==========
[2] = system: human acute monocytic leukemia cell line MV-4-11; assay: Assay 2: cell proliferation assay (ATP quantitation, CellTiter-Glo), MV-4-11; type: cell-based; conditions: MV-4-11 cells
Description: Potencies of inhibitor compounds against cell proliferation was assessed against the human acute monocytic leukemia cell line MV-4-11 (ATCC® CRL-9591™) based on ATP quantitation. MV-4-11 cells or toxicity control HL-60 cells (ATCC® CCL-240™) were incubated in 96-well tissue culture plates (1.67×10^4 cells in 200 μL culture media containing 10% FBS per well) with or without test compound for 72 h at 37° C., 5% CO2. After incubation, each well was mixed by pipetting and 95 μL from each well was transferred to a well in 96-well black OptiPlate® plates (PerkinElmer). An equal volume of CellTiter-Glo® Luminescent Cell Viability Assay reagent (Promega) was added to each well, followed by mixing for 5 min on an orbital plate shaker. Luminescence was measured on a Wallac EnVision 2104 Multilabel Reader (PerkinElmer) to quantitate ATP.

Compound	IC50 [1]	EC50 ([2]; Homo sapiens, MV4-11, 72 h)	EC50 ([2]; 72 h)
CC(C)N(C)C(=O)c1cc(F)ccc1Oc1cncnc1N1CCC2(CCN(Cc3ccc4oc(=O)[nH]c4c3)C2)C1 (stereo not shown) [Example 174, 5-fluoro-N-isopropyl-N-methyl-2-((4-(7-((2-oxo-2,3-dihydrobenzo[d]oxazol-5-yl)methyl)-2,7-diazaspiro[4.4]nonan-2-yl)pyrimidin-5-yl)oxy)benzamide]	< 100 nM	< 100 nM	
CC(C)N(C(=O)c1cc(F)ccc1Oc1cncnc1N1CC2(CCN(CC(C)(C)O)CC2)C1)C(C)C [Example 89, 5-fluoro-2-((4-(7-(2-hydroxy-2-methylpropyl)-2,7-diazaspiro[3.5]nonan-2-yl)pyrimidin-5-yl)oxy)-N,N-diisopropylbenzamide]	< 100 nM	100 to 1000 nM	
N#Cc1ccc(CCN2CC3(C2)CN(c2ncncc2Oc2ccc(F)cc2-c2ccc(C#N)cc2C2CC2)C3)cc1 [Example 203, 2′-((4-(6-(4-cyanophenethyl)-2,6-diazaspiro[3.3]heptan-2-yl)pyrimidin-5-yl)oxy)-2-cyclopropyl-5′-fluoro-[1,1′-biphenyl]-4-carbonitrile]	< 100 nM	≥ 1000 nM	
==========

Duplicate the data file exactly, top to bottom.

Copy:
[2] = system: human acute monocytic leukemia cell line MV-4-11; assay: Assay 2: cell proliferation assay (ATP quantitation, CellTiter-Glo), MV-4-11; type: cell-based; conditions: MV-4-11 cells
Description: Potencies of inhibitor compounds against cell proliferation was assessed against the human acute monocytic leukemia cell line MV-4-11 (ATCC® CRL-9591™) based on ATP quantitation. MV-4-11 cells or toxicity control HL-60 cells (ATCC® CCL-240™) were incubated in 96-well tissue culture plates (1.67×10^4 cells in 200 μL culture media containing 10% FBS per well) with or without test compound for 72 h at 37° C., 5% CO2. After incubation, each well was mixed by pipetting and 95 μL from each well was transferred to a well in 96-well black OptiPlate® plates (PerkinElmer). An equal volume of CellTiter-Glo® Luminescent Cell Viability Assay reagent (Promega) was added to each well, followed by mixing for 5 min on an orbital plate shaker. Luminescence was measured on a Wallac EnVision 2104 Multilabel Reader (PerkinElmer) to quantitate ATP.

Compound	IC50 [1]	EC50 ([2]; Homo sapiens, MV4-11, 72 h)	EC50 ([2]; 72 h)
CC(C)N(C)C(=O)c1cc(F)ccc1Oc1cncnc1N1CCC2(CCN(Cc3ccc4oc(=O)[nH]c4c3)C2)C1 (stereo not shown) [Example 174, 5-fluoro-N-isopropyl-N-methyl-2-((4-(7-((2-oxo-2,3-dihydrobenzo[d]oxazol-5-yl)methyl)-2,7-diazaspiro[4.4]nonan-2-yl)pyrimidin-5-yl)oxy)benzamide]	< 100 nM	< 100 nM	
CC(C)N(C(=O)c1cc(F)ccc1Oc1cncnc1N1CC2(CCN(CC(C)(C)O)CC2)C1)C(C)C [Example 89, 5-fluoro-2-((4-(7-(2-hydroxy-2-methylpropyl)-2,7-diazaspiro[3.5]nonan-2-yl)pyrimidin-5-yl)oxy)-N,N-diisopropylbenzamide]	< 100 nM	100 to 1000 nM	
N#Cc1ccc(CCN2CC3(C2)CN(c2ncncc2Oc2ccc(F)cc2-c2ccc(C#N)cc2C2CC2)C3)cc1 [Example 203, 2′-((4-(6-(4-cyanophenethyl)-2,6-diazaspiro[3.3]heptan-2-yl)pyrimidin-5-yl)oxy)-2-cyclopropyl-5′-fluoro-[1,1′-biphenyl]-4-carbonitrile]	< 100 nM	≥ 1000 nM	